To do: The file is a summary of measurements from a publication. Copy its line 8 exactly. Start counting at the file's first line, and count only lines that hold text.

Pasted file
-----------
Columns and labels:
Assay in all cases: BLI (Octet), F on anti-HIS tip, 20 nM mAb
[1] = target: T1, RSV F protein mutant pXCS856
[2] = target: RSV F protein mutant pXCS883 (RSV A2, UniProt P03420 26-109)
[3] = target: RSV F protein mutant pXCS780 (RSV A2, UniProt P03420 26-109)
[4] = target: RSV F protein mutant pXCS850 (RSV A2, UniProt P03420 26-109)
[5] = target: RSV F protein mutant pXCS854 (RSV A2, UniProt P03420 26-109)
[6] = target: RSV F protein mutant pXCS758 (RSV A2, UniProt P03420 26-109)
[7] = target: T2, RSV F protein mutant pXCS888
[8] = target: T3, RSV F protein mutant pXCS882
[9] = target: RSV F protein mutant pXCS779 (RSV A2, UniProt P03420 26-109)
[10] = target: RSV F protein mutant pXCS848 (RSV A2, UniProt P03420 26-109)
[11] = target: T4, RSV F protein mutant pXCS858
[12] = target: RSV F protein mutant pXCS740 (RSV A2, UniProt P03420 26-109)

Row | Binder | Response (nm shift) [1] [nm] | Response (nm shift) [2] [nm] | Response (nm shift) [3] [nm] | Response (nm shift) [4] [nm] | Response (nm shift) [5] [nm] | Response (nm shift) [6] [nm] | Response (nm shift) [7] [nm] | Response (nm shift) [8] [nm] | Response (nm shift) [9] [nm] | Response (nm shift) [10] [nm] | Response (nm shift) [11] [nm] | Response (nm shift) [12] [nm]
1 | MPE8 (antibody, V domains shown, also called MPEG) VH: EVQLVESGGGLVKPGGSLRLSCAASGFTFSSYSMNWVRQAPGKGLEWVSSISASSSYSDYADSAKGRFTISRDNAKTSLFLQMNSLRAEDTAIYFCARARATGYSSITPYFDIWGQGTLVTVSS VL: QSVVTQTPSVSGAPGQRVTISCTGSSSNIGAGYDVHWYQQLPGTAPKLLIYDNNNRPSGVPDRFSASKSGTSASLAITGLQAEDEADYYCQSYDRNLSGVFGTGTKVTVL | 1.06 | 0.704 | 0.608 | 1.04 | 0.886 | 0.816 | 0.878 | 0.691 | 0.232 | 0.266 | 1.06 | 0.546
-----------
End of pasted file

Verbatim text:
[6] = target: RSV F protein mutant pXCS758 (RSV A2, UniProt P03420 26-109)